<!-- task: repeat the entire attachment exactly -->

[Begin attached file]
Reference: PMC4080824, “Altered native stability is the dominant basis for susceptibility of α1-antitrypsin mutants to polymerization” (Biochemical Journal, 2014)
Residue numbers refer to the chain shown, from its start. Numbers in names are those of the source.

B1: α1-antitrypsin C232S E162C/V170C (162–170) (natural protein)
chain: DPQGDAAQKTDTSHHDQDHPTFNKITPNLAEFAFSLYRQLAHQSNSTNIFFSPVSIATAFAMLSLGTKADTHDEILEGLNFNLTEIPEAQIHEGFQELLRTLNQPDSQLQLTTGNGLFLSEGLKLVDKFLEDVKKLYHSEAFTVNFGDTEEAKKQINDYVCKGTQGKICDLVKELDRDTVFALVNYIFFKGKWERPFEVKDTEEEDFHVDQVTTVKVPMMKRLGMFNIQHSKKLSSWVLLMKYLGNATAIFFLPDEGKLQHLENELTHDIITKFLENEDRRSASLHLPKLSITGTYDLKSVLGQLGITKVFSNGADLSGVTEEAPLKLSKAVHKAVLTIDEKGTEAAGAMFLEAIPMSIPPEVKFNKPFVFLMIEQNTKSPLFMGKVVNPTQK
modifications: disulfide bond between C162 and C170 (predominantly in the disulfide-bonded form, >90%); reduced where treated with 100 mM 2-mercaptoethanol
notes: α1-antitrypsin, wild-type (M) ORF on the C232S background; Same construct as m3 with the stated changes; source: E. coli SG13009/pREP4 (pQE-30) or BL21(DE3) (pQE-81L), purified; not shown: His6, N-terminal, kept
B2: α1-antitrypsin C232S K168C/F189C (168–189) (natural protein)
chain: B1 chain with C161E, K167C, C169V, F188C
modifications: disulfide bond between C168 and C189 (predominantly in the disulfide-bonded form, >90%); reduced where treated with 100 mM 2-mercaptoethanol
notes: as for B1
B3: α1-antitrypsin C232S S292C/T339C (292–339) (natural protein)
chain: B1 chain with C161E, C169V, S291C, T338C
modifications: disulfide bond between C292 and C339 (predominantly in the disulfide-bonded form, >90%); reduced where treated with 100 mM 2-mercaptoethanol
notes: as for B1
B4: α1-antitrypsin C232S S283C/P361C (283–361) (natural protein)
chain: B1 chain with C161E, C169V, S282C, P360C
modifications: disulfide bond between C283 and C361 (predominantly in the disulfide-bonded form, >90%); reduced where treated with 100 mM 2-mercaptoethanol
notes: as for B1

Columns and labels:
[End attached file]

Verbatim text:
Reference: PMC4080824, “Altered native stability is the dominant basis for susceptibility of α1-antitrypsin mutants to polymerization” (Biochemical Journal, 2014)
Residue numbers refer to the chain shown, from its start. Numbers in names are those of the source.

B1: α1-antitrypsin C232S E162C/V170C (162–170) (natural protein)
chain: DPQGDAAQKTDTSHHDQDHPTFNKITPNLAEFAFSLYRQLAHQSNSTNIFFSPVSIATAFAMLSLGTKADTHDEILEGLNFNLTEIPEAQIHEGFQELLRTLNQPDSQLQLTTGNGLFLSEGLKLVDKFLEDVKKLYHSEAFTVNFGDTEEAKKQINDYVCKGTQGKICDLVKELDRDTVFALVNYIFFKGKWERPFEVKDTEEEDFHVDQVTTVKVPMMKRLGMFNIQHSKKLSSWVLLMKYLGNATAIFFLPDEGKLQHLENELTHDIITKFLENEDRRSASLHLPKLSITGTYDLKSVLGQLGITKVFSNGADLSGVTEEAPLKLSKAVHKAVLTIDEKGTEAAGAMFLEAIPMSIPPEVKFNKPFVFLMIEQNTKSPLFMGKVVNPTQK
modifications: disulfide bond between C162 and C170 (predominantly in the disulfide-bonded form, >90%); reduced where treated with 100 mM 2-mercaptoethanol
notes: α1-antitrypsin, wild-type (M) ORF on the C232S background; Same construct as m3 with the stated changes; source: E. coli SG13009/pREP4 (pQE-30) or BL21(DE3) (pQE-81L), purified; not shown: His6, N-terminal, kept
B2: α1-antitrypsin C232S K168C/F189C (168–189) (natural protein)
chain: B1 chain with C161E, K167C, C169V, F188C
modifications: disulfide bond between C168 and C189 (predominantly in the disulfide-bonded form, >90%); reduced where treated with 100 mM 2-mercaptoethanol
notes: as for B1
B3: α1-antitrypsin C232S S292C/T339C (292–339) (natural protein)
chain: B1 chain with C161E, C169V, S291C, T338C
modifications: disulfide bond between C292 and C339 (predominantly in the disulfide-bonded form, >90%); reduced where treated with 100 mM 2-mercaptoethanol
notes: as for B1
B4: α1-antitrypsin C232S S283C/P361C (283–361) (natural protein)
chain: B1 chain with C161E, C169V, S282C, P360C
modifications: disulfide bond between C283 and C361 (predominantly in the disulfide-bonded form, >90%); reduced where treated with 100 mM 2-mercaptoethanol
notes: as for B1

Columns and labels: